And let’s forget for a moment that Sony doesn’t exactly have a stellar record with managing their Marvel properties (Spider-Man 1 & 2? Pretty good. The Amazing Spider-Man 1 & 2? Not so much) which is why I approach their latest development with such reticence.
And writers MATTER because what ruined The Amazing Spider-Man movies was not the direction, but the writing by Roberto Orci and Alex Kurtzman.
Matt Sazama and Burk Sharpless are in negotiations to write Morbius. If you’re not familiar with Sazama and Sharpless, they worked on Dracula Untold, The Last Witch Hunter, and Gods of Egypt, and Power Rangers.
What do all those movies have in common? Every single one (arguably excluding Power Rangers) tanked at the box office.
And that’s not to say that the Morbius adaptation can’t be absolutely brilliant, though I wouldn’t hold my breath on it.
Sony earned $86 million in the Second Quarter of 2017 due to the Playstation video game system and a little movie called Spider-Man: Homecoming, and an even littler movie, Baby Driver.
Spider-Man snared almost $900 million ($875,885 million worldwide) which is a lot of ducats for a movie that was supposed to underwhelm due to franchise fatigue (which is essentially a myth that says if you make crappy movies often enough people will eventually wise up and not pay to see them. And sure, it might take longer than anyone would like–but it WILL happen).
And Sony might want to consider re-upping their deal with Marvel Studios (especially when they botch their Venom solo movie. Come now, you know you were thinking the same damn thing).
I just read in The Hollywood Reporter that Apple is reportedly vying for the rights to distribute James Bond (along with Amazon, Sony and Warner Bros) movies, which I am trying to get my head around.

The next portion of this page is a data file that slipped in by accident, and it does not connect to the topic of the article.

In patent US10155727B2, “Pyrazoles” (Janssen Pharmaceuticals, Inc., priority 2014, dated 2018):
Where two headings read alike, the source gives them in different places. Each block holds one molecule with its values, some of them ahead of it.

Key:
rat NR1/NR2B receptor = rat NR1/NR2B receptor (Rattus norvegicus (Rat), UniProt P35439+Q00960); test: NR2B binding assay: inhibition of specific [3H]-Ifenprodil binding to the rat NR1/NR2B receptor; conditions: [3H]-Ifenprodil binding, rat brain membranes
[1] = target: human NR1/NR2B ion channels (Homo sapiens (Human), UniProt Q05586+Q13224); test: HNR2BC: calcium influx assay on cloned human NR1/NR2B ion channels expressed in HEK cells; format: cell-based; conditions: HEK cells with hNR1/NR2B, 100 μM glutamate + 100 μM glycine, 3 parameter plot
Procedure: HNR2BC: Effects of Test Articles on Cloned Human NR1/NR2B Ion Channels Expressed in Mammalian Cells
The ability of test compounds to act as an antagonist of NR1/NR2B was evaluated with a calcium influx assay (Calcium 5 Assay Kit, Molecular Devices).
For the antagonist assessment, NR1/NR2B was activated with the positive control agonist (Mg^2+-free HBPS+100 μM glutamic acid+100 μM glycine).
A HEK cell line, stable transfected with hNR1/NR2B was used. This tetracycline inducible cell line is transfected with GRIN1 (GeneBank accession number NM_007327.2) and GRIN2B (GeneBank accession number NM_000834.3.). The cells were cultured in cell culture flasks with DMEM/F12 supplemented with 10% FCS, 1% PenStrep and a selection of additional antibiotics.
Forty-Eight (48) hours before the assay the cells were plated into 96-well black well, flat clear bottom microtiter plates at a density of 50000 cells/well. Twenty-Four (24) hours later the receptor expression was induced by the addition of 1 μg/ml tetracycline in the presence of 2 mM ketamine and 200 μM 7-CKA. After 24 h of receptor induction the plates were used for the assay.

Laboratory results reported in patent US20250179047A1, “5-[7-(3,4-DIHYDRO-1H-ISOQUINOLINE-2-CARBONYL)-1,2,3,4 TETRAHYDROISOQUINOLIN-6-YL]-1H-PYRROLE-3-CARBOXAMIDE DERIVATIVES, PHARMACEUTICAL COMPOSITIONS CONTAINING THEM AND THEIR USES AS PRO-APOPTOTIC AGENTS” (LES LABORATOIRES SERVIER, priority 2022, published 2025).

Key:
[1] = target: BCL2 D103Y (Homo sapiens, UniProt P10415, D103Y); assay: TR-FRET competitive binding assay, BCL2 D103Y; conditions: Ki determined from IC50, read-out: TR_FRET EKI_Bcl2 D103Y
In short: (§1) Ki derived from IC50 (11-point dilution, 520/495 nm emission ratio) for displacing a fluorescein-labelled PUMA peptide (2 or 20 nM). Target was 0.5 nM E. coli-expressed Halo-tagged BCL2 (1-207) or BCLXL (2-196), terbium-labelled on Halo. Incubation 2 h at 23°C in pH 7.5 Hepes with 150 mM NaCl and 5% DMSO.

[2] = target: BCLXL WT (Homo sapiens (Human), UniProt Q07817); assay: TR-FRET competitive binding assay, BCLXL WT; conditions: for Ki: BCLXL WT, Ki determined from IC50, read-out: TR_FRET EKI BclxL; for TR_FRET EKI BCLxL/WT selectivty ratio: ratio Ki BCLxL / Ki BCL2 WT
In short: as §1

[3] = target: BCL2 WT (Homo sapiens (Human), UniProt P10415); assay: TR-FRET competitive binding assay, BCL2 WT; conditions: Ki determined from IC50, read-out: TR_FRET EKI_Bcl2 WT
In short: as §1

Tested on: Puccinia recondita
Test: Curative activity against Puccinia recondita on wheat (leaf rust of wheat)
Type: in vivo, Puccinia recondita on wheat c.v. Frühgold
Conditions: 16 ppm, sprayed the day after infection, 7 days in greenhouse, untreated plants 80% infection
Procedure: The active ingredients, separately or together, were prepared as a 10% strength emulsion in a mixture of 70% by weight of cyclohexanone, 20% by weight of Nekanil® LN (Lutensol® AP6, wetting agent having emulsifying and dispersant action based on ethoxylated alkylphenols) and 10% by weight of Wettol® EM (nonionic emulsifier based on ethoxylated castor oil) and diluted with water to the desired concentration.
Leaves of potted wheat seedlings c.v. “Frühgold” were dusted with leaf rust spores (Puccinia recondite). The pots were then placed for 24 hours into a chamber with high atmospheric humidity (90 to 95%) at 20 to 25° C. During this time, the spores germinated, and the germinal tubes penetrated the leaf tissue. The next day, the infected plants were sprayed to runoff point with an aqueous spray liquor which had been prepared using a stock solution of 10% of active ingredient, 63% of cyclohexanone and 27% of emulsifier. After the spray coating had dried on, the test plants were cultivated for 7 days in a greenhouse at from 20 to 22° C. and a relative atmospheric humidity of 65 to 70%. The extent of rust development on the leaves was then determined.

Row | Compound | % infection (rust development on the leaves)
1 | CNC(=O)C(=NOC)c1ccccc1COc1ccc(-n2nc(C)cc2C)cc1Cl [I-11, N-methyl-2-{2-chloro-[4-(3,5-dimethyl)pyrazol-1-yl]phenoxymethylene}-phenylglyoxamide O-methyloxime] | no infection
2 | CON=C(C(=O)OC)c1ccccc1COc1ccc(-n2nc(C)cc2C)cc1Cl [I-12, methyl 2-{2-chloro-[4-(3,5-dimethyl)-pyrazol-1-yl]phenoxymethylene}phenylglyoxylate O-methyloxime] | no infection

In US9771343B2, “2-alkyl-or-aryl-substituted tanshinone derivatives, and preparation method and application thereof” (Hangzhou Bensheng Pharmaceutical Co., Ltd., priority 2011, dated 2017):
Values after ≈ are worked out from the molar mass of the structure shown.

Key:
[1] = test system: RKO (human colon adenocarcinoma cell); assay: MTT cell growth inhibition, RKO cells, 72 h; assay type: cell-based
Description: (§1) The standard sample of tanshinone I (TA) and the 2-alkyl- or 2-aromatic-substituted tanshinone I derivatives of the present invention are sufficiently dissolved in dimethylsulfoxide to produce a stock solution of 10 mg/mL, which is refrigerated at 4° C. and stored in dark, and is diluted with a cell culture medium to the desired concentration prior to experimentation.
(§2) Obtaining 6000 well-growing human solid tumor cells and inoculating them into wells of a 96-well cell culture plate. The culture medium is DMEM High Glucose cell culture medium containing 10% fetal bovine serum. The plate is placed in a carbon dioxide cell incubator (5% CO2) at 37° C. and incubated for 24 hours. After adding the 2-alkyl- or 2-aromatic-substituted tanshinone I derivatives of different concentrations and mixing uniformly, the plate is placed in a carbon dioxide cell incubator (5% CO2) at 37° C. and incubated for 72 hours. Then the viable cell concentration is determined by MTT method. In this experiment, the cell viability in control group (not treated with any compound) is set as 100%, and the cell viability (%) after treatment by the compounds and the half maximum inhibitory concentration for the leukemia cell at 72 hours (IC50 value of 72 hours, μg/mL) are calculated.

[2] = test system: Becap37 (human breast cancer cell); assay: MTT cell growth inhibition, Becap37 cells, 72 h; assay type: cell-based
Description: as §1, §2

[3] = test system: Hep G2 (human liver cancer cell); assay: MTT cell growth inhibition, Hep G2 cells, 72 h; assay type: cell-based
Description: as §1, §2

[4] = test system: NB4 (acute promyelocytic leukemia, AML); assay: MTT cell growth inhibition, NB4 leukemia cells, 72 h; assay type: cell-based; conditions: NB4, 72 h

Now keep in mind such a move would likely give Apple exclusive access to Bond’s entire back catalog (as well as future releases) though doesn’t Apple–via iTunes–already have this (on an unexclusive basis)?
It’s worthy repeating that Apple isn’t buying the right to produce Bond movies (that would be a serious coup) but the right to distribute them, though seeing that movie theaters will continue to be with us (though perhaps the window from theaters to digital would shorten) there would have to be a considerable effort to expand to other media; a risky effort because not only would you have to be not only concerned about the failure of a particular venture, but of diluting or damaging the franchise as well).
After all, do you remember a cartoon called James Bond Jr (Nor does anyone else; that’s not a bad thing if you’re able to digest the uber-cheesy theme song)?
I suspect part of what makes James Bond such an institution is it’s exclusivity, which seemingly would directly conflict with Apple’s (and Amazon’s long-term plans).
Besides, if Apple Apple really wanted content, they could relatively easily buy a film studio.